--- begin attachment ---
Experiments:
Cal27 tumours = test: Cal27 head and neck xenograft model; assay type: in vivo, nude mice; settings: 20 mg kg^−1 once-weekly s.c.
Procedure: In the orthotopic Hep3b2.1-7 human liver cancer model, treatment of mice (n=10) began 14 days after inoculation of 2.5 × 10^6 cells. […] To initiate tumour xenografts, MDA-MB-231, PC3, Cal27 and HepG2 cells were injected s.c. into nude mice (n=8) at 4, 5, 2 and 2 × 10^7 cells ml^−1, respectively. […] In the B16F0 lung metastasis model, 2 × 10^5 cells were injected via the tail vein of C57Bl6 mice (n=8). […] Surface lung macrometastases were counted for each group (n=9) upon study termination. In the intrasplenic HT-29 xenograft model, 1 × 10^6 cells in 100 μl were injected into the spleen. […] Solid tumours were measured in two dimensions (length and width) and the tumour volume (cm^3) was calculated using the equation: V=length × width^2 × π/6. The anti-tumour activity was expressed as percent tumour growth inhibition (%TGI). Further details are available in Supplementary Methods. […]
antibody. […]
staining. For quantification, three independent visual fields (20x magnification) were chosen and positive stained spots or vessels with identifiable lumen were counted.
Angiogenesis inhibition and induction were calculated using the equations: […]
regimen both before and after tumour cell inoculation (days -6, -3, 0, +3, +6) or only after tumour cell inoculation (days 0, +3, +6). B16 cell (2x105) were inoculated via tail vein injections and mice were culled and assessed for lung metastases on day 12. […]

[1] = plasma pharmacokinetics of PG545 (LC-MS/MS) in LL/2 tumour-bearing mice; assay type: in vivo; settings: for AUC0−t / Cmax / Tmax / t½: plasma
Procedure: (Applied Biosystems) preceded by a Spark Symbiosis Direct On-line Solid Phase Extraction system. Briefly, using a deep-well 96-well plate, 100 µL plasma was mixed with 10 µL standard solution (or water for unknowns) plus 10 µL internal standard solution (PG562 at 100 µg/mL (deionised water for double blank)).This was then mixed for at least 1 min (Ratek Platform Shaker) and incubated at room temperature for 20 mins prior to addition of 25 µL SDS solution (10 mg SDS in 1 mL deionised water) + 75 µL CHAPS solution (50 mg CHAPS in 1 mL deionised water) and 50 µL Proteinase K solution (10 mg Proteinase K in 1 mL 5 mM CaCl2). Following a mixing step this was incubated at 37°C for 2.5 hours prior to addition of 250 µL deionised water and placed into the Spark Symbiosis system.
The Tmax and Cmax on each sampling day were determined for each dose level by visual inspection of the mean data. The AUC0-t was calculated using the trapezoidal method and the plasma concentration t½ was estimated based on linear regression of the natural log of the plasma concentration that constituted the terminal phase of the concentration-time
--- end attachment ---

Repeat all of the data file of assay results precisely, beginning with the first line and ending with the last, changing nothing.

Experiments:
Cal27 tumours = test: Cal27 head and neck xenograft model; assay type: in vivo, nude mice; settings: 20 mg kg^−1 once-weekly s.c.
Procedure: In the orthotopic Hep3b2.1-7 human liver cancer model, treatment of mice (n=10) began 14 days after inoculation of 2.5 × 10^6 cells. […] To initiate tumour xenografts, MDA-MB-231, PC3, Cal27 and HepG2 cells were injected s.c. into nude mice (n=8) at 4, 5, 2 and 2 × 10^7 cells ml^−1, respectively. […] In the B16F0 lung metastasis model, 2 × 10^5 cells were injected via the tail vein of C57Bl6 mice (n=8). […] Surface lung macrometastases were counted for each group (n=9) upon study termination. In the intrasplenic HT-29 xenograft model, 1 × 10^6 cells in 100 μl were injected into the spleen. […] Solid tumours were measured in two dimensions (length and width) and the tumour volume (cm^3) was calculated using the equation: V=length × width^2 × π/6. The anti-tumour activity was expressed as percent tumour growth inhibition (%TGI). Further details are available in Supplementary Methods. […]
antibody. […]
staining. For quantification, three independent visual fields (20x magnification) were chosen and positive stained spots or vessels with identifiable lumen were counted.
Angiogenesis inhibition and induction were calculated using the equations: […]
regimen both before and after tumour cell inoculation (days -6, -3, 0, +3, +6) or only after tumour cell inoculation (days 0, +3, +6). B16 cell (2x105) were inoculated via tail vein injections and mice were culled and assessed for lung metastases on day 12. […]

[1] = plasma pharmacokinetics of PG545 (LC-MS/MS) in LL/2 tumour-bearing mice; assay type: in vivo; settings: for AUC0−t / Cmax / Tmax / t½: plasma
Procedure: (Applied Biosystems) preceded by a Spark Symbiosis Direct On-line Solid Phase Extraction system. Briefly, using a deep-well 96-well plate, 100 µL plasma was mixed with 10 µL standard solution (or water for unknowns) plus 10 µL internal standard solution (PG562 at 100 µg/mL (deionised water for double blank)).This was then mixed for at least 1 min (Ratek Platform Shaker) and incubated at room temperature for 20 mins prior to addition of 25 µL SDS solution (10 mg SDS in 1 mL deionised water) + 75 µL CHAPS solution (50 mg CHAPS in 1 mL deionised water) and 50 µL Proteinase K solution (10 mg Proteinase K in 1 mL 5 mM CaCl2). Following a mixing step this was incubated at 37°C for 2.5 hours prior to addition of 250 µL deionised water and placed into the Spark Symbiosis system.
The Tmax and Cmax on each sampling day were determined for each dose level by visual inspection of the mean data. The AUC0-t was calculated using the trapezoidal method and the plasma concentration t½ was estimated based on linear regression of the natural log of the plasma concentration that constituted the terminal phase of the concentration-time